An introduction to housing courts

An introduction to housing courts

At last year’s Conservative Party Conference, Sajid Javid announced that the Ministry of Housing, Communities and Local Government (MHCLG) would consult on the case for a specialist housing court. The government wanted to explore whether a new housing court could improve court processes, making it quicker and cheaper to resolve disputes – particularly for landlords and tenants.

Since this initial announcement, MHCLG has said little publicly about its plans for consultation. However, the idea of a specialist housing court has gained some traction and the HCLG Committee recently urged the government to publish more detailed proposals. This followed the committee’s inquiry into the private rented sector, which concluded a housing court would ‘provide a more accessible route to redress for tenants’.

The majority of landlord and tenant disputes (including possession cases and disrepair) are currently resolved in the county court. And whilst going to court will always be the final resort for resolving these sorts of disputes, the court system has a fundamental role to play in ensuring people can enforce their housing rights.

This blog takes an initial look at some of the challenges with the court system, and what would be essential as part of any future court reforms.

Challenges for tenants

From a tenant perspective, the county court is often seen as too costly and complex to even consider taking a case to court. Citizens Advice research highlights that even amongst tenants who had waited an unreasonable amount of time for repairs, only 1% applied to court to claim compensation. Two-thirds of tenants were put off by the cost and over half (54%) were deterred by the complexity of the process.

For the vast majority of tenants, the inaccessibility of the court system is made worse by the fact that they are unlikely to afford legal advice or representation. Access to free legal advice for housing issues has been hugely restricted as a result of changes following the Legal Aid, Sentencing and Punishment Act (LASPO) 2012. This means many tenants are left to navigate the court system alone, with worrying consequences for access to justice.

Challenges for landlords

Some of these challenges affect landlords too. High court costs, and the fact that a landlord’s possession case may be thrown out because they have incorrectly completed the paperwork, have left many landlords with a negative view of the court process.

In our latest survey, only 25% of private landlords said they had confidence in the court system and only 4% described their confidence as strong.[1] It is perhaps not surprising that the Residential Landlords Association (RLA) has been one of the most vocal in calling for a new housing court (although its arguments have not always been fully endorsed by housing lawyers).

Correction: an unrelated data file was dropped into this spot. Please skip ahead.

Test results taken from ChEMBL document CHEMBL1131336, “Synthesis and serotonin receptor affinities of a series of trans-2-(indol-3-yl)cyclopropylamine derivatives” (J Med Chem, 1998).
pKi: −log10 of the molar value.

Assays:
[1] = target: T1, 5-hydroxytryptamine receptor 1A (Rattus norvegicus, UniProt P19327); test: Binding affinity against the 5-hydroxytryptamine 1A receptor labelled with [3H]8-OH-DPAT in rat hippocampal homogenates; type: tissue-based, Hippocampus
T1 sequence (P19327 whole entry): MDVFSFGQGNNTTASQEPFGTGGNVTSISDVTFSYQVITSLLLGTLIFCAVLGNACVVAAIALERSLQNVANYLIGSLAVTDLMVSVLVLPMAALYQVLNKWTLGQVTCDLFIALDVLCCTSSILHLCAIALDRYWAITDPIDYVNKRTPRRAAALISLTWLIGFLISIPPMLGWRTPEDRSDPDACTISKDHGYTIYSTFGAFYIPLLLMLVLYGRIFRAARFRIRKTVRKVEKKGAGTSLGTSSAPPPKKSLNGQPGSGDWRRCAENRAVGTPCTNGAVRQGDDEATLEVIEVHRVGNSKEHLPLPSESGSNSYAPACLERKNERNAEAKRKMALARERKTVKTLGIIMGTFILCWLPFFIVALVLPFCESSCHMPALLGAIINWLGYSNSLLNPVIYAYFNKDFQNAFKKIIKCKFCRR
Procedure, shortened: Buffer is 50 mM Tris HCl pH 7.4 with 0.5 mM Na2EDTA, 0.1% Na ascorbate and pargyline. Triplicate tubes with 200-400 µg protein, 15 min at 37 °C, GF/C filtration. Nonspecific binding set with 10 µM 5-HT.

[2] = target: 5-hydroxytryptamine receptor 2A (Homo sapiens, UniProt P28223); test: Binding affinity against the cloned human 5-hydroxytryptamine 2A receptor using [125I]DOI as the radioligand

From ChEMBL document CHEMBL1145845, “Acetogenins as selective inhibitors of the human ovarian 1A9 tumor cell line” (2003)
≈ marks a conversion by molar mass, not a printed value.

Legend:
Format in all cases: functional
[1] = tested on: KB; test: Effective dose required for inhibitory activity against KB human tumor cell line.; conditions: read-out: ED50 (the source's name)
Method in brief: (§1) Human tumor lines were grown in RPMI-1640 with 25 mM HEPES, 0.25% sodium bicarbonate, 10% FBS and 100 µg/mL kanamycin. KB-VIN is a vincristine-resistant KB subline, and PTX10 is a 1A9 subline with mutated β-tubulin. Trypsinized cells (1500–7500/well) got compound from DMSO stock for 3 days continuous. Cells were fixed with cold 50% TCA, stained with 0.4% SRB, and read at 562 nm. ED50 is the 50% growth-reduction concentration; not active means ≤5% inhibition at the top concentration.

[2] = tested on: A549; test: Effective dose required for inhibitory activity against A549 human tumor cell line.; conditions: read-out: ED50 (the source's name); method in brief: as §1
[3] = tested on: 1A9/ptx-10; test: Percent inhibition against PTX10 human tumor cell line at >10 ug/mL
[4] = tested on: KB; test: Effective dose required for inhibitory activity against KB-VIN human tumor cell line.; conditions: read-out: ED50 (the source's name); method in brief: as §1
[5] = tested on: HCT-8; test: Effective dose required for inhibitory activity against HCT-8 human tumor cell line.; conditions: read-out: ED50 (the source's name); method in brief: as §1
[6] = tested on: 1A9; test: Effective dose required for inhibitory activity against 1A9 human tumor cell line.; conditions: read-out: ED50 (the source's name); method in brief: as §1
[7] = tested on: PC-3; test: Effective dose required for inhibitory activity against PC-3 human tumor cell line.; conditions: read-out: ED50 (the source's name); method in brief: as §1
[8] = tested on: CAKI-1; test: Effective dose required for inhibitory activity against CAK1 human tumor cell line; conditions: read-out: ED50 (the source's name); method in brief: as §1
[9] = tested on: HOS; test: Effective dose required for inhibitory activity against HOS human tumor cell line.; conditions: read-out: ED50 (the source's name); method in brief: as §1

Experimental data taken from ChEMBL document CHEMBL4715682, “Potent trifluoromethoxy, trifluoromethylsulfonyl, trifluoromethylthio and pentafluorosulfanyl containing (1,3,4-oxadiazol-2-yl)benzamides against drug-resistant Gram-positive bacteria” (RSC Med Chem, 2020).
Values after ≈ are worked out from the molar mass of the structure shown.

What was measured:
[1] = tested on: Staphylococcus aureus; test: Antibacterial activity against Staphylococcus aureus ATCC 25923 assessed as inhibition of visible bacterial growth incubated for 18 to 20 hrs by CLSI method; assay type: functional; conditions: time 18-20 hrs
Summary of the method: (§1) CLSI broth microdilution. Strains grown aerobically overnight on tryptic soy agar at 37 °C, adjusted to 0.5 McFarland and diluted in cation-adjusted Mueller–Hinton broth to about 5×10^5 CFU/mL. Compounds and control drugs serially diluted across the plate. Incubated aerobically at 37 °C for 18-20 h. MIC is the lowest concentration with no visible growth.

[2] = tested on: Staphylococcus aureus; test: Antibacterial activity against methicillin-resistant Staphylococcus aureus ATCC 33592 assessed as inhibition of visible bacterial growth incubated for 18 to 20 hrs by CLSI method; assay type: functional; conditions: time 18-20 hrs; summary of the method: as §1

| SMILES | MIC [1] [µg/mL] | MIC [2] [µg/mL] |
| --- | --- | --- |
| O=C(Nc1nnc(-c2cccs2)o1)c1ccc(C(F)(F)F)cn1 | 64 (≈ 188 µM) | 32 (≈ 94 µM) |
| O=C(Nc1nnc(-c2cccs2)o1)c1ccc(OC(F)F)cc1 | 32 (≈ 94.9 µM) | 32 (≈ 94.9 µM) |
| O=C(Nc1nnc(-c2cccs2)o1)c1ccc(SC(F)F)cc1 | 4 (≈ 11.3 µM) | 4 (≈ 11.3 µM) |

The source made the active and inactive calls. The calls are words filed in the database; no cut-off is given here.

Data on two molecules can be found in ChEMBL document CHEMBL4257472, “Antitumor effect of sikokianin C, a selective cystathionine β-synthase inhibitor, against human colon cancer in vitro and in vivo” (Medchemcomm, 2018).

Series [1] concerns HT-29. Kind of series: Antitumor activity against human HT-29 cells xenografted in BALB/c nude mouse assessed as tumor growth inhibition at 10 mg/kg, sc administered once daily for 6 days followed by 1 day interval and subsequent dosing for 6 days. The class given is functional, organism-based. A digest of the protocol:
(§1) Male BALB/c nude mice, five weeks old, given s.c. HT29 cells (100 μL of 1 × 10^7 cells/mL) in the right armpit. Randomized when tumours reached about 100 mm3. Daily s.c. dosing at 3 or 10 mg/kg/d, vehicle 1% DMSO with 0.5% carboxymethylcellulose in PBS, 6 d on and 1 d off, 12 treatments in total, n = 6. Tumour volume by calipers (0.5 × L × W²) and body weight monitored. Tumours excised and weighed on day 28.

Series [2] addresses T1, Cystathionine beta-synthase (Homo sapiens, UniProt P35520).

One major source of frustration for landlords is delays in the court system. This is often cited as to why landlords are reluctant to offer longer tenancies, or to let to tenants they perceive as risky.

The RLA article quotes that it takes an average of 42 weeks to complete a possession case.[2] However, the latest statistics published by the Ministry of Justice (MoJ) suggest that this figure doesn’t tell the full story. The average time to complete a possession case varies considerably by tenure, and the latest data suggests the average time for a private landlord is actually 23 weeks – or 17 weeks if looking at the median.[3] Perhaps surprisingly, the average time for an accelerated possession case is slightly higher at 26 weeks (19 weeks for the median) but still well below the overall average for all cases.

With the MoJ’s programme of court closures and ongoing austerity measures, the court system is undoubtedly overstretched. But the above data suggests that the issue of delay might not be as bad as it first appears, although it’s still far from an express service.

The case for a specialist court

Given the barriers that tenants face in taking a case to court, and the lack of confidence that landlords have in the system, there is undoubtedly a case for exploring court reform. But determining what any reform should look like will require significant further work and consultation.

With Sajid Javid’s move to the Home Office, it is unknown whether the new Secretary of State, James Brokenshire, will share the same commitment to exploring the case for a specialist housing court. But regardless of how this work develops, one thing that will remain essential in any future court system is Legal Aid.

In the complex world of housing law, access to free legal advice is vital for helping people to prevent and resolve housing issues. Right now too few people can access this advice – but we hope the MoJ’s review of Legal Aid reforms (due to be completed later this year) can remedy this.

[1] YouGov, 1137 private landlords, online, July-Aug 2017

[2] MoJ Possession statistics for October – December 2017 show that the average time from claim to repossession for all types of cases is 42 weeks.

[3] In its latest statistics for January-March 2018, the MoJ has introduced median values, as they provide a more appropriate measure of average timeliness for comparisons over time. The mean average is particularly skewed by long outstanding cases.